Fire department releases another view of January vacant building fire
You may recall the fireground video from Stockton California where the local news station reported that the chief had some questions about the actions of his firefighters on that video. The story gained attention in two ways; the chief criticizing his firefighters in public and the firefighters on the roof of a vacant building.
Bring in the Dead Horse?
Below is video from the YouTube channel ‘SFDTrainingDiv’ which gives us a better view of the fire building, dispatch and fireground audio and more. Viewers get to hear the 911 calls and the initial dispatch. The editing does a good job of synching various video footage with the audio in real-time.
Take note of this,
“- we got a report of two kids inside this building; Engine 9 is forcing entry and making a fire attack.”
Engine 9 Officer
During the initial attack the Engine 9 nozzle team has a problem,
“Emergency traffic, Engine 9, we need pressure on our inch-and-three quarter line,”
“Engine 9 Driver, this is Command, they need pressure on the inch-and-a half.”
Note: Engine 9 is running a 1-3/4” hoseline. Engine 2 is running a 1-1/2” hoseline.
“Command …Engine 9, still don’t have enough pressure.”
“Engine 9 this is Command, I copy. Back out till we get pressure in the line.”
“10-4, we’re backing out.”
According to the video we now have three lines stretched and two are operating inside. There is no sudden or immediate report of an undesirable change in conditions, so why do you believe the call to evacuate was given? Remember the initial video showed the ‘Charlie’ or rear of the building.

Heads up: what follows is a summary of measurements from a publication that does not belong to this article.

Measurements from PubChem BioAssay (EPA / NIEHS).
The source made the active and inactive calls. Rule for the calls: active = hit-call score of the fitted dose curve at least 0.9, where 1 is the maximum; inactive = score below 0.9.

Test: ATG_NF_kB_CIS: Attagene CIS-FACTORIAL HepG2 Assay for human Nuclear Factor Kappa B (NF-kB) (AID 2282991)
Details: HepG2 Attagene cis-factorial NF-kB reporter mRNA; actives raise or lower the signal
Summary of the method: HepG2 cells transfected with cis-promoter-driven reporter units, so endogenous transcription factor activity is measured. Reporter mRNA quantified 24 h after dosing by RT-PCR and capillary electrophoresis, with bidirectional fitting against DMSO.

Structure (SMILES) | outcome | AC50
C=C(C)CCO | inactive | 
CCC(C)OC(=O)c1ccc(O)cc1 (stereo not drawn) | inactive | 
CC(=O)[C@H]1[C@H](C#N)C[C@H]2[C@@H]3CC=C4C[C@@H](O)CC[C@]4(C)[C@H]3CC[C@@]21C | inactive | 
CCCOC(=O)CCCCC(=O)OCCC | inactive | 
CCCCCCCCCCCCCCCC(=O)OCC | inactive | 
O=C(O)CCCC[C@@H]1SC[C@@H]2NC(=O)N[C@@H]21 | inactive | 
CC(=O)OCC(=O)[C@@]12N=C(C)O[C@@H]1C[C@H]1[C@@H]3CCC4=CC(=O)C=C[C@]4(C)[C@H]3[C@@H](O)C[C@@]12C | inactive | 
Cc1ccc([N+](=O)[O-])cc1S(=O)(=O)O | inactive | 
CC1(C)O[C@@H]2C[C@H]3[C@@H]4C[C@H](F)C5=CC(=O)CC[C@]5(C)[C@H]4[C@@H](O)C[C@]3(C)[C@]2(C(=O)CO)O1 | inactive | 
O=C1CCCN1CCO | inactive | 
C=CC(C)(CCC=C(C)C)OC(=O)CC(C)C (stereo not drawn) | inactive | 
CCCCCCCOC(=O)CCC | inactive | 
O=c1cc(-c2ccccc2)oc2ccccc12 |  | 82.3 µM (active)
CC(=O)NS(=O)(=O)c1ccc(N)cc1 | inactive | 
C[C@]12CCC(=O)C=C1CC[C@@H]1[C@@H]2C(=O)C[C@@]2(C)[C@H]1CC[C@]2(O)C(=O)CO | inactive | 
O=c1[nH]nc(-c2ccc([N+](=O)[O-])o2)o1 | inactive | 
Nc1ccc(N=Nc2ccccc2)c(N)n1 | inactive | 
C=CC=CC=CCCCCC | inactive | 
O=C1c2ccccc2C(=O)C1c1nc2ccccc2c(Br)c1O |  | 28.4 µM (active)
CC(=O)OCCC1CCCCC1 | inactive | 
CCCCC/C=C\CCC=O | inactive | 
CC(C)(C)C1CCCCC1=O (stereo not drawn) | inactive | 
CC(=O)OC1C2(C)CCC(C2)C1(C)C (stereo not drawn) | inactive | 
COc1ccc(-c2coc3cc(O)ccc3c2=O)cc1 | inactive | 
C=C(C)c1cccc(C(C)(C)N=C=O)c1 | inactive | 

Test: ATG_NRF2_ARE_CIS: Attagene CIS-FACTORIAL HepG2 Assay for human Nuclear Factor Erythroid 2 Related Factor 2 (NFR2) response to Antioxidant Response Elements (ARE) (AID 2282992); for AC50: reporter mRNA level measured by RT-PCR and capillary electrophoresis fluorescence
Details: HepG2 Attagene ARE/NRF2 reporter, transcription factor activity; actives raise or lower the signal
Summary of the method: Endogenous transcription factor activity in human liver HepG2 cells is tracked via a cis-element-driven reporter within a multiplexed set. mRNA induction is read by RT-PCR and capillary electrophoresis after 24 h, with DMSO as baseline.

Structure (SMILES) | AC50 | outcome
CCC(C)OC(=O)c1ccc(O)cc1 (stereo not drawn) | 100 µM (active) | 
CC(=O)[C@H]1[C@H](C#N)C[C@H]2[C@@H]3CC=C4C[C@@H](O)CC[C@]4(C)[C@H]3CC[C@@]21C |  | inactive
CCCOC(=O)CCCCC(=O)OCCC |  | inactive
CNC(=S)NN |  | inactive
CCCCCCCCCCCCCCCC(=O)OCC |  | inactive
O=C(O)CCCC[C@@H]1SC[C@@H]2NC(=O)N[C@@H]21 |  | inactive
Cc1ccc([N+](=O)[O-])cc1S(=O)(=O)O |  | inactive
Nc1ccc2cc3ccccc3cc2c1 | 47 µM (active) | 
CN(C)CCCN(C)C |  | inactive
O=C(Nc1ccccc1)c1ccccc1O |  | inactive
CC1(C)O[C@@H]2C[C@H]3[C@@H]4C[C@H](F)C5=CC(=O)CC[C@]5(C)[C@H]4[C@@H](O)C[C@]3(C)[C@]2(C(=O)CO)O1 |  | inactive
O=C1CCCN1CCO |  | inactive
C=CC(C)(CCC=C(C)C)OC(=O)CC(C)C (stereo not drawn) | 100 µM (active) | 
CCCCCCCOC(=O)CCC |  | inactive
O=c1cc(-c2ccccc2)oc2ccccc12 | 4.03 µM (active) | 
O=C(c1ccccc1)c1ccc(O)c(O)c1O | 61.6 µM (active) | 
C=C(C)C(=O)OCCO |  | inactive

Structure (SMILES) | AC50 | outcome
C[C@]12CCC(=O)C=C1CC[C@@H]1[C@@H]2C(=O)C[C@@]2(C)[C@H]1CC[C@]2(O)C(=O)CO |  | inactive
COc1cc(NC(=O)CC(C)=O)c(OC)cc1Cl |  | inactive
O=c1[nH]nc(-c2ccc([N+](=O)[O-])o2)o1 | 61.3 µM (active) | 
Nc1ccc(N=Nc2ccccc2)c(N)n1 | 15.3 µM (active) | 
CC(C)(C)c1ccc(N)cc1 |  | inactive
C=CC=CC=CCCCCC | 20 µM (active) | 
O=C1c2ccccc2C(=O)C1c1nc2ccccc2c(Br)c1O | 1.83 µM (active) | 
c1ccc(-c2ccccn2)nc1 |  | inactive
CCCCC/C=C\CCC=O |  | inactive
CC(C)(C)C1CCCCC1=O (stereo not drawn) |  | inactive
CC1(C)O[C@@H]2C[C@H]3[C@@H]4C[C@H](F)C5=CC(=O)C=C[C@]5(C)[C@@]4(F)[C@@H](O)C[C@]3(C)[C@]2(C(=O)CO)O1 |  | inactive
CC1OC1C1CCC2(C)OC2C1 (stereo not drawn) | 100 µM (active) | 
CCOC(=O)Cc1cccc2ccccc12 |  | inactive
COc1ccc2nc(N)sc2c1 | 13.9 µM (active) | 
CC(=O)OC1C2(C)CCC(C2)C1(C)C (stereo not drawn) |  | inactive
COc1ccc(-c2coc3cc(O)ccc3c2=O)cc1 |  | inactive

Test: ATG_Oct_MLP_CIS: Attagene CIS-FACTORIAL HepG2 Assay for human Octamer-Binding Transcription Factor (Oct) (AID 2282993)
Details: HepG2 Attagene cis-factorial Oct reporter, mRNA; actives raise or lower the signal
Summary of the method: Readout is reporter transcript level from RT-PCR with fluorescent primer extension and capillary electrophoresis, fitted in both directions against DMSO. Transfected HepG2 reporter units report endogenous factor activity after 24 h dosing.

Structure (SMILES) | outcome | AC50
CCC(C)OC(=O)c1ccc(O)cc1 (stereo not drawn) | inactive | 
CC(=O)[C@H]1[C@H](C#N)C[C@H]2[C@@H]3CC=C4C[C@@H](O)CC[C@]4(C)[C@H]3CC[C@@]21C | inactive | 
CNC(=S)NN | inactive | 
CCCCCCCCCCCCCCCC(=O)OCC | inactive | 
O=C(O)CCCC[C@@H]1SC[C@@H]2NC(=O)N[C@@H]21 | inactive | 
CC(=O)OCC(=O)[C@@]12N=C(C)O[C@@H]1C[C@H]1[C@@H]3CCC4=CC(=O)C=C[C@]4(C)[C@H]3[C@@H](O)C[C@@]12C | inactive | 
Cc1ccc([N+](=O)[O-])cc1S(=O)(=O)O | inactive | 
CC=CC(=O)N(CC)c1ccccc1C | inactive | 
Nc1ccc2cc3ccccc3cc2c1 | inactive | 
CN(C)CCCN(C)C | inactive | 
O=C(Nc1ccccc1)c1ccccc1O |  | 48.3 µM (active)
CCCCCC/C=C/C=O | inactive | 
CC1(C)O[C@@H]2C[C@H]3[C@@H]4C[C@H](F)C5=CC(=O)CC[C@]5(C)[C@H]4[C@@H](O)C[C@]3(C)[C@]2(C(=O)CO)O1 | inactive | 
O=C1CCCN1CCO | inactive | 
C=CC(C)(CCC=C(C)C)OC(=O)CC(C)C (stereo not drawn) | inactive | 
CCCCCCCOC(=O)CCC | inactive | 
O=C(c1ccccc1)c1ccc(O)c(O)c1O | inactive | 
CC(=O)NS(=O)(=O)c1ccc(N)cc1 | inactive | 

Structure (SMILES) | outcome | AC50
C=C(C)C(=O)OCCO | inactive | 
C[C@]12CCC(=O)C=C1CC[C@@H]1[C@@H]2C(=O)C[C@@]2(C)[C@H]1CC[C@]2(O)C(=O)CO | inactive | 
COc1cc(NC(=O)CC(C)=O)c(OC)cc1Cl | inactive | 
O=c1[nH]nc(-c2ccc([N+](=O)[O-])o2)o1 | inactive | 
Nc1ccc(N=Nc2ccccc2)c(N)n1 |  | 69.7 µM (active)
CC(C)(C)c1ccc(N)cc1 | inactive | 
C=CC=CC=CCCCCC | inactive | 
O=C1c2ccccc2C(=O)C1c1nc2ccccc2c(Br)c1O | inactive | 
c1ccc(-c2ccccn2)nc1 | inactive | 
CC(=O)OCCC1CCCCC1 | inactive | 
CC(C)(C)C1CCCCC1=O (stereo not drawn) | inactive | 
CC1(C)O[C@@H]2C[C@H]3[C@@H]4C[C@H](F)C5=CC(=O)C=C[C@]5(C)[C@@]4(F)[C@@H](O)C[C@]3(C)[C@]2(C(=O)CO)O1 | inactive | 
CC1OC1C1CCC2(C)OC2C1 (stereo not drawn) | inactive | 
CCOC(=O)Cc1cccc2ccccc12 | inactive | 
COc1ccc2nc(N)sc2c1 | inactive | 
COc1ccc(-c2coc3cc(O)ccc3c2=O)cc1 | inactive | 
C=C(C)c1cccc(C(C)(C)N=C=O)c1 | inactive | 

“Control to Command, alert tones; all personnel off the roof.”
“Command evacuate the building, all personnel evacuate the building.”
“Evacuate the building, evacuate the building.”
Ask yourself and your shift the following:
What would our size-up and initial communication of a fireground such as this?
If additional information indicates possible persons inside, does our alarm assignment (number of companies) automatically change or do we need to make the request? If we have to make the request, what companies do we ask for?
Based on our staffing, how many hoselines will we have stretched and operating (there is a big difference between the two) by the time all the initial companies are on the scene?
Do we (as the engine company) expect our truck (or other company designated) to be searching ahead of us or alongside of us?
How do we (as the nozzle team) communicate our water supply problems? Do we speak to ‘Command’ or the engine driver?
When facing a drop in pressure, and unchanging fire conditions, do we drop by to an area of refuge, continue forward or completely withdraw from the building? Why?
Does our PAR consider how deep a company might be inside the fire building? Does it matter if we give it while we are still inside?
Bill Carey is the online public safety news/blog manager with PennWell Public Safety, or more specifically FireRescue Magazine/FirefighterNation.com, JEMS.com, LawOfficer.com and FireEMSBlogs.com. Bill started in the fire service, as a third generation firefighter and has served as a volunteer sergeant and lieutenant at Hyattsville. Bill’s writing has been on Firehouse.com, Fire Engineering, FireRescue Magazine, FirefighterNation.com, the Jones and Bartlett 2010 edition of “Fire Officer: Principles and Practice”, The Secret List and Tinhelmet.com. His recent writing on firefighter behavioral health has been nominated for 2014 Neal Award for Best Subject-Related Series.